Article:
To explain what happened on December 24, Teflon showed a photo of The Globe he took with his iPhone. A building where a Canadian military veteran and his sniper rifle were waiting.

Many times the Teflon pulled the trigger. He fired 21 rounds that day, a Canadian-made Prairie gun. said to have escaped. “I actually got to the point where I was like, ‘Can you stop? I’m sick of killing people so easily from this place. “

The number of corpses in the “kill zone” on Christmas Eve finally alerted the Russians to the fact that they were in grave danger in that alley below an apartment block. The Russians identified the building where the sniper was supposed to be hiding and commandeered a tank to shell the apartment building.

Teflon says he hid during the bombardment, moved to another room, and re-armed his sniper rifle.

“There are some shots I took that day that will be with me,” he said. I was carrying a box. According to Teflon, it was the longest distance he ever shot. “He didn’t feel threatened and thought he was safe. But it’s my job to let them know that it’s not safe anywhere,” Teflon said. It’s about penetrating the enemy’s mind and making them question everything.”

Another was a conscript killed by Teflon on a cold, gray day with temperatures near freezing. After firing the shot, Teflon looked through his scope as the dead man’s comrade desperately tried to revive him using CPR. I had them pick it up and move it.

He says he killed three more Russian soldiers on the morning of December 25, before taking a break after a 36-hour shift at the front.

Teflon says the Christmas sniping was the bloodiest of his career.Anton Skyba/Globe and Mail

Teflon describes working as a sniper as “the most inhumane job in the world, but it’s a very important job, and one I think I’m okay with doing.”

However, he admits that he sympathizes with the Russian conscripts who continued to be sent to Bakhmut. Many are conscripts recruited under a partial mobilization order issued by Russian President Vladimir Putin last fall.

“There are claims that all these Russians must be drugged. There is no way. , I’ve seen them scream and try to pull their friends back when they’re killed.

Yet their commander continues to order them to advance. The tactic has helped Russia’s notorious Wagner mercenary group, which includes thousands of fighters conscripted from prisons, to make incremental gains in and around Bahmut. claimed to have captured the village of Brahodatne in A confirmed victory would further strengthen the Russian siege of the pre-war city of 70,000.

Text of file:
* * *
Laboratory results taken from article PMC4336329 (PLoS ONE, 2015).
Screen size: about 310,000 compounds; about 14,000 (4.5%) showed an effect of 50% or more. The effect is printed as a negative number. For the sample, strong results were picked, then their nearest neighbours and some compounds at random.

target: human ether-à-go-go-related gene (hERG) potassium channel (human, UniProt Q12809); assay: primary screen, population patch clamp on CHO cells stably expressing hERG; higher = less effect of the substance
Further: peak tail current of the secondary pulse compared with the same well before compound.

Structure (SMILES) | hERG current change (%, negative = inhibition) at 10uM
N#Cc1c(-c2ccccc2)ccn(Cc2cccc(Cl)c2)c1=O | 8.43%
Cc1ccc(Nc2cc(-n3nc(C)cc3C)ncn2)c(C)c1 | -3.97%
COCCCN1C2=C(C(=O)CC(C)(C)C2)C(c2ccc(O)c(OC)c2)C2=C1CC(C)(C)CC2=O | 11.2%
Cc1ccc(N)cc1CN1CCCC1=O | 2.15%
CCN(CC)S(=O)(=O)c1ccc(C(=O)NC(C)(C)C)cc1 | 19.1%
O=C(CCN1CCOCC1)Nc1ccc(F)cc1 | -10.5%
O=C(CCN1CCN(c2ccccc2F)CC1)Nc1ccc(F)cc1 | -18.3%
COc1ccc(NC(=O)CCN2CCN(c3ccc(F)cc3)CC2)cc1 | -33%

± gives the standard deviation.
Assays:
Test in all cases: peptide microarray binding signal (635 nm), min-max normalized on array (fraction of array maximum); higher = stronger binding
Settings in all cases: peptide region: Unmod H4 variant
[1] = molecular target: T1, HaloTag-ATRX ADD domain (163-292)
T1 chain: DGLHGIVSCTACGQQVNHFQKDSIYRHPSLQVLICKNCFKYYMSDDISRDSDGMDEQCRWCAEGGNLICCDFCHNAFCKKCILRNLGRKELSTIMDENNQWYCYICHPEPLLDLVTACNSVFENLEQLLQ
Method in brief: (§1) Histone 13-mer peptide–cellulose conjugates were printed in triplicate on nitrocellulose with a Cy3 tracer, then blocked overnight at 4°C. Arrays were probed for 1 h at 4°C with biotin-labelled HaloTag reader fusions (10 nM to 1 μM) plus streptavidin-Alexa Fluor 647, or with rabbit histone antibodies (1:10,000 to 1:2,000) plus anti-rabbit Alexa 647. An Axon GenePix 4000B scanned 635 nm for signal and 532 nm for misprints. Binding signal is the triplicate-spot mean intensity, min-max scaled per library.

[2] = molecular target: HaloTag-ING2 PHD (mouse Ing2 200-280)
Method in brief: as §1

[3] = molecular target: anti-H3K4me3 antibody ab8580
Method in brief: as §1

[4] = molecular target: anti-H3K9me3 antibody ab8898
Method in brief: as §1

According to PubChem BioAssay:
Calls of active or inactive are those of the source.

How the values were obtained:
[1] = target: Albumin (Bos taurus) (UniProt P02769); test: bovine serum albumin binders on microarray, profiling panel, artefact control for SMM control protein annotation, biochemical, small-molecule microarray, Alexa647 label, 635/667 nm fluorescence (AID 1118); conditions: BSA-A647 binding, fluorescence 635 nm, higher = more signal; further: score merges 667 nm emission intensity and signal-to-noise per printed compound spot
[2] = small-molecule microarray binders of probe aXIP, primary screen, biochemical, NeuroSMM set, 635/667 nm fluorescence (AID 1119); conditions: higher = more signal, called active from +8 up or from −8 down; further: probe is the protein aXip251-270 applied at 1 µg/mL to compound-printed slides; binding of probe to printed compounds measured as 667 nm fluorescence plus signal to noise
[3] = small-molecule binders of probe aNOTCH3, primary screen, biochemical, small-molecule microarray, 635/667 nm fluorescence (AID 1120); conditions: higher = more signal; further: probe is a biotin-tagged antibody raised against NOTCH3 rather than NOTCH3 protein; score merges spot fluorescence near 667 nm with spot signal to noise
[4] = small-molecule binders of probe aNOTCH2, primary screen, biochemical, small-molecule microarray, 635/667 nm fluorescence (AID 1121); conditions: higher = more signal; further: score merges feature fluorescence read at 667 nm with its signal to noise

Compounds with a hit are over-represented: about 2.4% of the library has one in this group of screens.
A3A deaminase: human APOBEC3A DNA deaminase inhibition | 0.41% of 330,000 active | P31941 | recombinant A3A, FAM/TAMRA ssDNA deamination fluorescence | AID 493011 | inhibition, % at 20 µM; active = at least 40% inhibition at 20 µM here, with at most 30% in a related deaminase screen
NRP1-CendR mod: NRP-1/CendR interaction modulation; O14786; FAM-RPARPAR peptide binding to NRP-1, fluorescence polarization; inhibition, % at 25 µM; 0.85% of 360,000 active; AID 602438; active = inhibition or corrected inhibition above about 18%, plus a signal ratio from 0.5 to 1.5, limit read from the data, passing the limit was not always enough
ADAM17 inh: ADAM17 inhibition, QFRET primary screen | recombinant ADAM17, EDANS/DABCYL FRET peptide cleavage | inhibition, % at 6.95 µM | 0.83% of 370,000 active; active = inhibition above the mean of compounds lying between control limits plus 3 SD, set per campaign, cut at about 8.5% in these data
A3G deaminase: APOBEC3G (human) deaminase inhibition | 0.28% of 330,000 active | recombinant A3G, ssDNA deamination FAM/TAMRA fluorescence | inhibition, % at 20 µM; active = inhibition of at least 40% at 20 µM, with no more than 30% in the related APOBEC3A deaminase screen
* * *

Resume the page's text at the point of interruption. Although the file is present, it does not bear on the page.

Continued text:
Should Bakhmut fall into Russian hands, it would end months of humiliating defeat and would be the biggest siege for Russia since it captured the nearby industrial towns of Siberodonetsk and Lishansk last summer. It will pay off.

“Sadly, it works. It continues. It’s relentless,” Teflon said. “So they got him 500 meters of dirt, but they took a completely destroyed position and lost hundreds of people.”

Smoke rises after Russian forces attacked the outskirts of Bakhmut on December 27.Libcos/Associated Press

Teflon, who was close to both Joseph Hildebrand and Grigori Tzekmistrenko, two Canadian members of the International Legion recently killed in action in Ukraine, says he will stay in the country. After being away from the front in Kyiv, he says he is training with a new elite unit and hopes to return to the front soon.

The loss of his friends Mr. Hildebrandt in November and Mr. Tsefmistenko on January 15, who were murdered near Bakhmut, played a key role in deciding that he would talk about what happened on Christmas Eve. fulfilled.

“The world deserves to hear the truth, and after losing Joe and Greg, they need to understand that we’re not stopping this work.” ”

With a report by Patrick Dell of Toronto.

War in Ukraine: An article in The Globe and Mail

Murat Uxseril / The Globe and Mail, Source: GRAPHIC NEWS

decibel podcast

Who are the Wagner Group, a mercenary force that helps the Russians fight for control of Bakhmut? told to Subscribe for more episodes.

Globe correspondent in Ukraine

Human Rights Watch says Ukraine likely used banned landmines

Ukrainian black tulips brave minefields to retrieve the remains of the dead

The life and death of Orihiu, a city on the front lines of war

Behind high-tech searches for Russian bombers targeting civilians

You may also like

Leave a Comment

Copyright ©️ All rights reserved. | Canadian Trends